The responsibilities associated with buying a home
1.14 An applicant will be responsible for their own legal and, if necessary, valuation costs incurred in relation to the purchase, and will be responsible for all tax and registration costs. Unlike shared ownership, an owner will have full title to the property and will not make occupancy payments. Scottish Ministers hold a heritable security over the property which is discharged upon the open market sale of the property or purchase of the remaining equity stake by the shared equity owner .
1.15 An owner is expected to occupy the property as their only residence and they will be responsible for keeping the property in a good and habitable state of repair. As well as making mortgage repayments and paying tax to their local authority, an owner must also insure their property. An owner is responsible for all maintenance, repair and insurance costs and not just a percentage, and if the property has common and shared areas they will be responsible for paying any common maintenance or service charges.
1.16 In so far as practicable, Administering Agents should encourage Open Market Shared Equity Scheme applicants to discuss common maintenance and/or service charges with their solicitor to find out how much these additional costs are before they proceed with buying a property.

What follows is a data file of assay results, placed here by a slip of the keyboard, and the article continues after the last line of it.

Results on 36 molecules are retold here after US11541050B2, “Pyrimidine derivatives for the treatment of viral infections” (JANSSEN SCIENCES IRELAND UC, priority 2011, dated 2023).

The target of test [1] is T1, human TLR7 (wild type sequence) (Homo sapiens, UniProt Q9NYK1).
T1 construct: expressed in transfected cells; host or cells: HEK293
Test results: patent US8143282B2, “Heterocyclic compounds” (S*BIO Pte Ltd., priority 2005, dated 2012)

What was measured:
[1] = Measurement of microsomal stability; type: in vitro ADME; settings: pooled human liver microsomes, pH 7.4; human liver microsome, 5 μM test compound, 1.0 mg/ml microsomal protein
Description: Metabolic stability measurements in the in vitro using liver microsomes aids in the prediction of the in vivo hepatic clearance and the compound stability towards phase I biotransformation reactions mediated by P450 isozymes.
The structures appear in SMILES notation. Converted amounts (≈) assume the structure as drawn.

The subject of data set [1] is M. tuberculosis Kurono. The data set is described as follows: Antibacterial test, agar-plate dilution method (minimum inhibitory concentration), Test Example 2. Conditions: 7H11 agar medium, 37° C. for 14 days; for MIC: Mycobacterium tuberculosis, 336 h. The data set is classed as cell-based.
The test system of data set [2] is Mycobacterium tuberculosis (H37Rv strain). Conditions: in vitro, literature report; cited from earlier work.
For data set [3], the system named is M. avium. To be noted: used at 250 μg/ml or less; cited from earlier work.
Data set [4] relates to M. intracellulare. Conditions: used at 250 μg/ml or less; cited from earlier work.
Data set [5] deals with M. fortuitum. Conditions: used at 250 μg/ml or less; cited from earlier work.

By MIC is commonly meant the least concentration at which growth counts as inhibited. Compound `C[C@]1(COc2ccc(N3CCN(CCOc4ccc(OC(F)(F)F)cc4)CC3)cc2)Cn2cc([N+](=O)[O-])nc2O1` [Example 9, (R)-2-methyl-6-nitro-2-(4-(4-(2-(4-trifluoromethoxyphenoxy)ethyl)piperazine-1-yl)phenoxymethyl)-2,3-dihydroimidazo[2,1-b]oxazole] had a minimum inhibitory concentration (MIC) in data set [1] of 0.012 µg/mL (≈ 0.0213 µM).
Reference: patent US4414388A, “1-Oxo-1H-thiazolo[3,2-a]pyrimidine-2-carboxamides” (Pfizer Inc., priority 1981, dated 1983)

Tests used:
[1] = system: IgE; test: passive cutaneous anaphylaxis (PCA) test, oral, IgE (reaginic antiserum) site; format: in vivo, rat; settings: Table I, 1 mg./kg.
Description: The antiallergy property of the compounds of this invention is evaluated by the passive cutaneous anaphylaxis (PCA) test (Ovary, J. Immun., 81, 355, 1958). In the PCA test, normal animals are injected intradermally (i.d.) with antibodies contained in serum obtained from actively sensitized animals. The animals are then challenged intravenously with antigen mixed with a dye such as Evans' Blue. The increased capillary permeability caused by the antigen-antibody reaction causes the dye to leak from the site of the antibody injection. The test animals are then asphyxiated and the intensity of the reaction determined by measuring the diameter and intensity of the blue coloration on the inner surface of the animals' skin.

1.17 An owner is not allowed to let or share possession of the property or any part of it without the Scottish Ministers' prior written consent, and owners are expected to live in the property as their only place of residence. (As noted above, Administering Agents will act for the Scottish Ministers in this regard.) If consent is granted, this will be time-limited normally to a period of 6 months and potentially for a further 6 months extension period, given that an owner is expected to occupy the property as their sole residence. This allows an owner to retain the property, for example when working away from home, without compromising the principles of the scheme. In either case, no rental proceeds will be due to the Scottish Ministers. If required, under the terms of their mortgage (if applicable), an owner is expected to inform their lender that they wish to let the property.
1.18 Save in very limited circumstances, all private landlords must register with their local authority to ensure that they are a "fit and proper person" to let property. It is an offence to let any house without being registered
1.19 Any consent to let a property will accordingly be conditional on appropriate certification on registration; length and nature of tenancy and other consents including that of the Primary Lender, if applicable. Further details including relevant correspondence are set out in the After Sale Shared Equity Procedures
1.20 Administering Agents should make sure that applicants are made aware of these obligations (and the associated financial responsibilities) when they apply to the Open Market Shared Equity Scheme. Administering Agents must also recommend to applicants that, in so far as they have not already done so, they appoint solicitors and fully discuss with them the obligations that come with being an owner of a Shared Equity property - and the associated costs - as well as the full terms of the Shared Equity documentation. Reference in this regard may be made to the Application Form - Part 8 Appointing a Solicitor ( Annexe B). Administering Agents should also recommend that applicants contact an independent financial advisor if they have not already done so.